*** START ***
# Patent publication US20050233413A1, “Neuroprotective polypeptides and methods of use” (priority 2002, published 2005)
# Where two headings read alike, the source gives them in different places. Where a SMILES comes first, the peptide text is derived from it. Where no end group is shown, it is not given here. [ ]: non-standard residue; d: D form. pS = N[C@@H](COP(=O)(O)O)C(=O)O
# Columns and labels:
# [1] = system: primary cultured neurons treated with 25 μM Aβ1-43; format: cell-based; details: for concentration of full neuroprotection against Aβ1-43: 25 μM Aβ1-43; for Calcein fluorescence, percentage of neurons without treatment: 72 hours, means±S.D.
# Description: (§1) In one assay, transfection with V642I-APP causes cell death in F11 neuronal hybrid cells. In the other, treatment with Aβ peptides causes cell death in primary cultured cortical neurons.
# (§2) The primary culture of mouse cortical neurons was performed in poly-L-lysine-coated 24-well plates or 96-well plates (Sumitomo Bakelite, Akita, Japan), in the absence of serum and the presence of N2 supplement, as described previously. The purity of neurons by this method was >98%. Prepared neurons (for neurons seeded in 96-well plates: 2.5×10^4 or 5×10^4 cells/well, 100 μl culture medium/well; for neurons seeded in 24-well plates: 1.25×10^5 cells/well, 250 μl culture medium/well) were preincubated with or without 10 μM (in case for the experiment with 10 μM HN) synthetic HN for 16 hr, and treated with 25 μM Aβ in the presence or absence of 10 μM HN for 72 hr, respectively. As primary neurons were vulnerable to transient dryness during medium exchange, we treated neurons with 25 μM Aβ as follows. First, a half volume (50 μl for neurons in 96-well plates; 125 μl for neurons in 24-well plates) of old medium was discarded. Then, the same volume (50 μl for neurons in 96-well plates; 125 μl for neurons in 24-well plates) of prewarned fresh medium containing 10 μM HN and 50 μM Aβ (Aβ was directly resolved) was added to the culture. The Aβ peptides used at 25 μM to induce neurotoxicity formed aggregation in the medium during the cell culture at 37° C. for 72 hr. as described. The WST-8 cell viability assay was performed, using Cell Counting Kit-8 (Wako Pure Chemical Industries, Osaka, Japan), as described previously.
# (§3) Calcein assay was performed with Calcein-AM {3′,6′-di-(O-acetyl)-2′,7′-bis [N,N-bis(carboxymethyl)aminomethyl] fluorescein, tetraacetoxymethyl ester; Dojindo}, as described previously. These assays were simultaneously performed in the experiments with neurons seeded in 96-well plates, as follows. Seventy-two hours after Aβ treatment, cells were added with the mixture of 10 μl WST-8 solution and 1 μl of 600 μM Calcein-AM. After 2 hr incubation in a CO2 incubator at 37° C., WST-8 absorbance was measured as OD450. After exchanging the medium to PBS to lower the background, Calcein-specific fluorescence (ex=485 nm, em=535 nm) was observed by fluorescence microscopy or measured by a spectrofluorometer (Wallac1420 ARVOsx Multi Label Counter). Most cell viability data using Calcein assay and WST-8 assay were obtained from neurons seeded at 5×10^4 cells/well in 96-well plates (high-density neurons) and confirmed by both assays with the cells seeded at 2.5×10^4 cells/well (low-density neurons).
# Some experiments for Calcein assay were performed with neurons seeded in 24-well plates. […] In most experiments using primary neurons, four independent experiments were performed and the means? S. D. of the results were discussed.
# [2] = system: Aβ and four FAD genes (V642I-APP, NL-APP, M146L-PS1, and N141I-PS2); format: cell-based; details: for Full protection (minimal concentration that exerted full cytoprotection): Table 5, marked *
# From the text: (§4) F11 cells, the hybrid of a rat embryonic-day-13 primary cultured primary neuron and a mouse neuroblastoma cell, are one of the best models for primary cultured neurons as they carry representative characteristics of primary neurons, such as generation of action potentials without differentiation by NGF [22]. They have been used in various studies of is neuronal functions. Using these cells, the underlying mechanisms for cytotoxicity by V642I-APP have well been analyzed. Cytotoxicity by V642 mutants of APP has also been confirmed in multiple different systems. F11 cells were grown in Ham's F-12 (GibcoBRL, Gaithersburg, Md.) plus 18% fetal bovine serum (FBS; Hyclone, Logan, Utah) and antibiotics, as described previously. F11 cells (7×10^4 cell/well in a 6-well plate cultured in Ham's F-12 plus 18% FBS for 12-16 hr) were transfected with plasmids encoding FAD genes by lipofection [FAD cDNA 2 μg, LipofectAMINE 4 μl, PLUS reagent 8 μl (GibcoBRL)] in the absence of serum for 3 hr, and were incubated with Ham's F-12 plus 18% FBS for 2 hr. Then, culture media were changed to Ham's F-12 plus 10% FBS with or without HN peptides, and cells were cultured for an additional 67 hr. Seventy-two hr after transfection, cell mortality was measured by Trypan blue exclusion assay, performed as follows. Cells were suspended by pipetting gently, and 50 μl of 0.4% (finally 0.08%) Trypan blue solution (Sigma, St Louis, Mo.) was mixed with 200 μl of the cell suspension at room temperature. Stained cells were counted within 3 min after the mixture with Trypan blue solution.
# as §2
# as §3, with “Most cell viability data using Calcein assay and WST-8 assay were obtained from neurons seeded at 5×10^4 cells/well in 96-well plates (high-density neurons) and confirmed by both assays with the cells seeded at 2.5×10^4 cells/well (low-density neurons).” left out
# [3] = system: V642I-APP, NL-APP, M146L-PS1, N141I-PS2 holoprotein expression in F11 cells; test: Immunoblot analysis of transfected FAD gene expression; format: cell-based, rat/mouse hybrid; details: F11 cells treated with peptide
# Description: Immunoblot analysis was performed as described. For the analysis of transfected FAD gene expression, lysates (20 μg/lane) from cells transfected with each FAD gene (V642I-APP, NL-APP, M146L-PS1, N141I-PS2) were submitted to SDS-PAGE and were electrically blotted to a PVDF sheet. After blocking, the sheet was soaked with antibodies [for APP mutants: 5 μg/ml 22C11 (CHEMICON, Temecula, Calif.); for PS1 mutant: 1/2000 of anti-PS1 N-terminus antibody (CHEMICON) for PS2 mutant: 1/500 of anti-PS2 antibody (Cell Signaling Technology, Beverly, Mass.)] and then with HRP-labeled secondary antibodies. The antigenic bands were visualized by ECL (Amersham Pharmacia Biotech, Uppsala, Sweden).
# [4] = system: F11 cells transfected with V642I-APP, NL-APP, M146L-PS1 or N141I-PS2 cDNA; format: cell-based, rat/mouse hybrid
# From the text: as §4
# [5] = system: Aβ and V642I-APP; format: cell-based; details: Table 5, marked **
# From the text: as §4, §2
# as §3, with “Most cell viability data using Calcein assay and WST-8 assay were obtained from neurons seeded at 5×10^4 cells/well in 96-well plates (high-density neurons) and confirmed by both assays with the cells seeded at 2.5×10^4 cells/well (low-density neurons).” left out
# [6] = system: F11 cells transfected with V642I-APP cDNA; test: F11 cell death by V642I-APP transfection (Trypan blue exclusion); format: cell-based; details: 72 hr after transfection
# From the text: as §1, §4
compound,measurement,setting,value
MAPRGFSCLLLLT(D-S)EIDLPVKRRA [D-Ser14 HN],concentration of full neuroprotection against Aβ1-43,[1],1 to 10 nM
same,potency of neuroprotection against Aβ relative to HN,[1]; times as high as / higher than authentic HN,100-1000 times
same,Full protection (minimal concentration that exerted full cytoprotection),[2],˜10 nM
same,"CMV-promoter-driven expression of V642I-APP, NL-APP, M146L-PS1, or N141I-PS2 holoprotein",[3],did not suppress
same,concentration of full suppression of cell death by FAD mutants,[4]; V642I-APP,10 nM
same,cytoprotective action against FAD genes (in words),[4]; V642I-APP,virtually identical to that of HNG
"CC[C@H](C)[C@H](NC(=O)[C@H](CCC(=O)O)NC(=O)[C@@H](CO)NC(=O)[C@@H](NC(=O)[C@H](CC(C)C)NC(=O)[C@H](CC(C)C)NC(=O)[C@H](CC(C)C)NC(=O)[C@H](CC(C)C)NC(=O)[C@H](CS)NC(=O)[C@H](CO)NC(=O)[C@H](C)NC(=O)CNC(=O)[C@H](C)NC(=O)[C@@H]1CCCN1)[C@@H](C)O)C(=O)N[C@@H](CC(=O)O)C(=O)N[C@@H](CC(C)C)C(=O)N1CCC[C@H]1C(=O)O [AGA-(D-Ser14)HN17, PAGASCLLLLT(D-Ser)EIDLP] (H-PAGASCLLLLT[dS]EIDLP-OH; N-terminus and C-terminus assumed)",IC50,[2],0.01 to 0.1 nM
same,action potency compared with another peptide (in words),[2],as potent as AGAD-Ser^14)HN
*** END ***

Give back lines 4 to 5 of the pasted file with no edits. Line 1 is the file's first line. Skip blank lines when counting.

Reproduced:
# [1] = system: primary cultured neurons treated with 25 μM Aβ1-43; format: cell-based; details: for concentration of full neuroprotection against Aβ1-43: 25 μM Aβ1-43; for Calcein fluorescence, percentage of neurons without treatment: 72 hours, means±S.D.
# Description: (§1) In one assay, transfection with V642I-APP causes cell death in F11 neuronal hybrid cells. In the other, treatment with Aβ peptides causes cell death in primary cultured cortical neurons.